Mindfulness. This word is used all the time, in reference to everything from eating raisins and buying smoothies to how I’m supposed to parent my children and interact with my co-workers. There are apps to help me be more mindful, and articles on how to parent mindfully. I can pay someone a lot of money to help me be mindful in my daily life. I can get emails to remind me to be mindful about any number of things including, but not limited to, mindful eating, mindful knitting, mindful meditation, mindfully reducing stress, and last, but not least, how to mindfully practice yoga.
I get the idea of mindfulness. I’m supposed to be aware of myself, my body, and my responses in the present moment, acknowledging my feelings, etc. in order to be more connected to my life.
Frankly, it sounds like one more thing I need to be doing in my day that is already filled to the brim. So, I file mindfulness away with all the other things I should be doing, along with running, being on my phone less, eating more vegetables, swearing less, etc. I could fill pages with all the things I should be doing in my life that I am not.
My days are crammed - I am a program manager of a large program at a non-profit. I live in a cooperative house with my partner, my 14 year old, our 22 month old, housemate, and his twin 8 year olds, along with a dog and a cat. I knit, I read, I do yoga. I manage my chaotic household, cook giant meals for seven + people, and fight the endless battle against the laundry. I play with kids, and make art. I work all the time. I am in the midst of yoga teacher training. What kind of space do I even have in my life for things like “mindfulness?”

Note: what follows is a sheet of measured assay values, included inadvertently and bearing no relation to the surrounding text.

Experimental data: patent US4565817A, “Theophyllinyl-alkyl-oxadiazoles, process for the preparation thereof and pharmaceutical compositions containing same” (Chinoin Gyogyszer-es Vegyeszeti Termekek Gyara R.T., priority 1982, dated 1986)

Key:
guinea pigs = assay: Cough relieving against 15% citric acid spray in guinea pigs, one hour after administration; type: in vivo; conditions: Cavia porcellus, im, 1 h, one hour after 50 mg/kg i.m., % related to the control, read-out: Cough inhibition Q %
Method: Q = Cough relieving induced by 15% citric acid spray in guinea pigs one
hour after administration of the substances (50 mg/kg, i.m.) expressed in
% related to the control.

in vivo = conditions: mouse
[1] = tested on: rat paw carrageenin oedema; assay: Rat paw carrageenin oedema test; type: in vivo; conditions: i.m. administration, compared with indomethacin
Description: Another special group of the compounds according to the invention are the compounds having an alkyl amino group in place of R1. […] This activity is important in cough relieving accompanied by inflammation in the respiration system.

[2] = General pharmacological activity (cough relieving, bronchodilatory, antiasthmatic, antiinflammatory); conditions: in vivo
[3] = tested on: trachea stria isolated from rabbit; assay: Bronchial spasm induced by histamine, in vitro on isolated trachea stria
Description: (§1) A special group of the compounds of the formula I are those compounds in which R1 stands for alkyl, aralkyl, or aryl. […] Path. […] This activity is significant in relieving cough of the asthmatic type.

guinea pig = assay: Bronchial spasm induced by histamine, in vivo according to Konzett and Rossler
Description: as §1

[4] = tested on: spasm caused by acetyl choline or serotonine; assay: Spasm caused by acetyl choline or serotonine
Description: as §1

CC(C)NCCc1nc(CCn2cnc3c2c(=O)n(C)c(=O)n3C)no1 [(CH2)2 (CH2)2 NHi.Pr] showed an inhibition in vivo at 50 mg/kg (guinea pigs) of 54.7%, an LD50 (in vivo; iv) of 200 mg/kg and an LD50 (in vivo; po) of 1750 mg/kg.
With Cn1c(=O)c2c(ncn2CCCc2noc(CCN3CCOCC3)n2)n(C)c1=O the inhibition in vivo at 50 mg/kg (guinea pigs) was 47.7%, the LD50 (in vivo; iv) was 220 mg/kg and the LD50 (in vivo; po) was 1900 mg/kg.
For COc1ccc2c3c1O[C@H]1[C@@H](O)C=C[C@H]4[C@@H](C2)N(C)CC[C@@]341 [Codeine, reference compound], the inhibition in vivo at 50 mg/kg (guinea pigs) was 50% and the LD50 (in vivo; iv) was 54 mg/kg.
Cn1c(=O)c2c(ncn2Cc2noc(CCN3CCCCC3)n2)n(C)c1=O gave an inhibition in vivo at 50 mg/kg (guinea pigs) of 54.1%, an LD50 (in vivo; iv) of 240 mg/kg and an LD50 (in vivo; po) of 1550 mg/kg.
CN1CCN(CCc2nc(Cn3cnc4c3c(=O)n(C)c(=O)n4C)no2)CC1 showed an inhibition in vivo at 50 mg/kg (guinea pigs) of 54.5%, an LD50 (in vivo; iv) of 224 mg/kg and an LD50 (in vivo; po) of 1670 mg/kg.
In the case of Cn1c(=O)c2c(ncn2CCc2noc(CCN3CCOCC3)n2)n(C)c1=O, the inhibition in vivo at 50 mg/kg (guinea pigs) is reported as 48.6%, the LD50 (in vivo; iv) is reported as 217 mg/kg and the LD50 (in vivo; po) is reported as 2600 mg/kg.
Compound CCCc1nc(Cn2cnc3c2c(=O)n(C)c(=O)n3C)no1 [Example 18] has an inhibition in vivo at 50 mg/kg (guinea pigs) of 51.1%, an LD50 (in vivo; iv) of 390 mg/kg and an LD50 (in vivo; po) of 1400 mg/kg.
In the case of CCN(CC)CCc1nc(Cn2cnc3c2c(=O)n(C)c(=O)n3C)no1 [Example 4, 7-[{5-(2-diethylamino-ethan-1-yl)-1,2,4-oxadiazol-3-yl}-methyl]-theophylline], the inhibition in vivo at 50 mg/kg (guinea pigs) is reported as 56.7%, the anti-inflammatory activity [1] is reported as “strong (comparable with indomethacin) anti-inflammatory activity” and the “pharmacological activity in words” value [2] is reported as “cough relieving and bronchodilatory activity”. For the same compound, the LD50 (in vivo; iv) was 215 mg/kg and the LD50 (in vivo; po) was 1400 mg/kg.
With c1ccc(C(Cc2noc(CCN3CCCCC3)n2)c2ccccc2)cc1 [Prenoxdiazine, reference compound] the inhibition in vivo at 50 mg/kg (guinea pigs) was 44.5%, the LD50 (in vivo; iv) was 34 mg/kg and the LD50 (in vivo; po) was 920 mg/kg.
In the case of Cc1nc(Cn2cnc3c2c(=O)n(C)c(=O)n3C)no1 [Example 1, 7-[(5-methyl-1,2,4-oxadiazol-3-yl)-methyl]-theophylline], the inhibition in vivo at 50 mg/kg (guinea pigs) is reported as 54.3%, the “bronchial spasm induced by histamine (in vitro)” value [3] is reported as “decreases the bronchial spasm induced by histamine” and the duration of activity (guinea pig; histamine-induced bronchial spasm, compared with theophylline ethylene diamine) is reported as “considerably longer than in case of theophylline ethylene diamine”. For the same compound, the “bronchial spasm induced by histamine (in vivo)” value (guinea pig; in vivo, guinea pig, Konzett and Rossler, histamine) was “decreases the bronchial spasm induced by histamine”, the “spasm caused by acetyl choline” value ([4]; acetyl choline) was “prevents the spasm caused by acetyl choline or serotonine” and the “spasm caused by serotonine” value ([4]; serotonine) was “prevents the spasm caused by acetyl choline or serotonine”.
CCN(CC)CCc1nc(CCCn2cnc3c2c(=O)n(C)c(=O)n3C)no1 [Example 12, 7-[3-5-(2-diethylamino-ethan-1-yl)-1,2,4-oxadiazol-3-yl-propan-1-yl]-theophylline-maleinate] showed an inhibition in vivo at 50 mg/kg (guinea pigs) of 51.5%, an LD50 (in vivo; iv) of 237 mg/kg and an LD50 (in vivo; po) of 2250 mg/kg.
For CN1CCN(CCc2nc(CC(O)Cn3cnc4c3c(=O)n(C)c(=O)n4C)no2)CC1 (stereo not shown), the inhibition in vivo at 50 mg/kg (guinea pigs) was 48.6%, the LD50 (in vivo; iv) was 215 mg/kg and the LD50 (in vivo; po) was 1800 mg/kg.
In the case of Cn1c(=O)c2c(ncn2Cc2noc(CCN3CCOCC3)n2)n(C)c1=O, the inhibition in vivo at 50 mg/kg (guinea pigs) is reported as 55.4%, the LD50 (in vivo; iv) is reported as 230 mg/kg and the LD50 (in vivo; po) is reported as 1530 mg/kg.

I’m also decidedly not a mindful person. I’m scatterbrained and fairly fly by night. Every morning, I spend 10 minutes trying to find my shoes because I can never remember where I took them off the night before. I not only exist in a low level of joyful, happy chaos, but I thrive on it. I have ended up in a good place in my life, but feel like I’ve gotten here on a bit of a wing and a prayer. My life is not the image I have of a mindful life (which, honestly, looks more like a thin, tanned, muscular woman drinking a strawberry smoothie on the beach before going into a perfect dancer pose as the sun rises and then meditation in some tropical location, than my fat (descriptive, not pejorative), pasty white self, waking up at 5am and frantically slamming down coffee while reading Facebook, and trying to keep the toddler from jumping on the dog).
But, I keep coming back to mindfulness and wondering, what would it look like in my life?
Mindfulness For the Full-Minded is an ongoing exploration by Kat Gordon. She invites you to follow her journey toward mindfulness here.